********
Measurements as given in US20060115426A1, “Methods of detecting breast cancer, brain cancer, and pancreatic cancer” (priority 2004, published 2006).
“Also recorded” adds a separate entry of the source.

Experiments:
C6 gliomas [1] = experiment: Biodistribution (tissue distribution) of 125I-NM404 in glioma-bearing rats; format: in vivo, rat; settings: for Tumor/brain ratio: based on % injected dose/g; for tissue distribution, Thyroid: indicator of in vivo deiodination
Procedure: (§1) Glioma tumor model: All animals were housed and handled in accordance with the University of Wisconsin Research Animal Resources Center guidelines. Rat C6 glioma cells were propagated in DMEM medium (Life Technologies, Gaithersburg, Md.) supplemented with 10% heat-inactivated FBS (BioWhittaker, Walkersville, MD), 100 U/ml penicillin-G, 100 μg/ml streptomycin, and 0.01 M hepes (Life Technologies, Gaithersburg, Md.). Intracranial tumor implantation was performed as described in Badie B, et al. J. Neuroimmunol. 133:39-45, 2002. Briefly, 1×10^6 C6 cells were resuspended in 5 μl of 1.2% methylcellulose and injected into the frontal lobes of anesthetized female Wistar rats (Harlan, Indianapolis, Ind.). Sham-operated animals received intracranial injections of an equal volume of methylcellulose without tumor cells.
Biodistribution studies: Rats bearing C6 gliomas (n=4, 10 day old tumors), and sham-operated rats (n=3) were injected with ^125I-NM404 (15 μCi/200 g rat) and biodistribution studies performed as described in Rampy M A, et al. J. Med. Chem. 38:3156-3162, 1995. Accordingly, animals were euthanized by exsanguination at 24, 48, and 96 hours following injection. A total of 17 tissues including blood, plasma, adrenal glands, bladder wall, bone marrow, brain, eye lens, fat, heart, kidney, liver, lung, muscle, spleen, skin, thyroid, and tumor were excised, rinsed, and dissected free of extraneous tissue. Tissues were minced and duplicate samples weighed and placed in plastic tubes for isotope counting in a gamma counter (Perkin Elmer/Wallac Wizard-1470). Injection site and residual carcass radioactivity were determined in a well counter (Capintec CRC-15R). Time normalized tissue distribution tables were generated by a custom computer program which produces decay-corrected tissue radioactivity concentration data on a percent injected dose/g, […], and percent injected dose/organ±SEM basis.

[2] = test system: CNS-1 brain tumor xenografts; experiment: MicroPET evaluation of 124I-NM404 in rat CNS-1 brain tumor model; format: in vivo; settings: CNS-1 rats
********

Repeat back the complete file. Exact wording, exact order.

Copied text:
Measurements as given in US20060115426A1, “Methods of detecting breast cancer, brain cancer, and pancreatic cancer” (priority 2004, published 2006).
“Also recorded” adds a separate entry of the source.

Experiments:
C6 gliomas [1] = experiment: Biodistribution (tissue distribution) of 125I-NM404 in glioma-bearing rats; format: in vivo, rat; settings: for Tumor/brain ratio: based on % injected dose/g; for tissue distribution, Thyroid: indicator of in vivo deiodination
Procedure: (§1) Glioma tumor model: All animals were housed and handled in accordance with the University of Wisconsin Research Animal Resources Center guidelines. Rat C6 glioma cells were propagated in DMEM medium (Life Technologies, Gaithersburg, Md.) supplemented with 10% heat-inactivated FBS (BioWhittaker, Walkersville, MD), 100 U/ml penicillin-G, 100 μg/ml streptomycin, and 0.01 M hepes (Life Technologies, Gaithersburg, Md.). Intracranial tumor implantation was performed as described in Badie B, et al. J. Neuroimmunol. 133:39-45, 2002. Briefly, 1×10^6 C6 cells were resuspended in 5 μl of 1.2% methylcellulose and injected into the frontal lobes of anesthetized female Wistar rats (Harlan, Indianapolis, Ind.). Sham-operated animals received intracranial injections of an equal volume of methylcellulose without tumor cells.
Biodistribution studies: Rats bearing C6 gliomas (n=4, 10 day old tumors), and sham-operated rats (n=3) were injected with ^125I-NM404 (15 μCi/200 g rat) and biodistribution studies performed as described in Rampy M A, et al. J. Med. Chem. 38:3156-3162, 1995. Accordingly, animals were euthanized by exsanguination at 24, 48, and 96 hours following injection. A total of 17 tissues including blood, plasma, adrenal glands, bladder wall, bone marrow, brain, eye lens, fat, heart, kidney, liver, lung, muscle, spleen, skin, thyroid, and tumor were excised, rinsed, and dissected free of extraneous tissue. Tissues were minced and duplicate samples weighed and placed in plastic tubes for isotope counting in a gamma counter (Perkin Elmer/Wallac Wizard-1470). Injection site and residual carcass radioactivity were determined in a well counter (Capintec CRC-15R). Time normalized tissue distribution tables were generated by a custom computer program which produces decay-corrected tissue radioactivity concentration data on a percent injected dose/g, […], and percent injected dose/organ±SEM basis.

[2] = test system: CNS-1 brain tumor xenografts; experiment: MicroPET evaluation of 124I-NM404 in rat CNS-1 brain tumor model; format: in vivo; settings: CNS-1 rats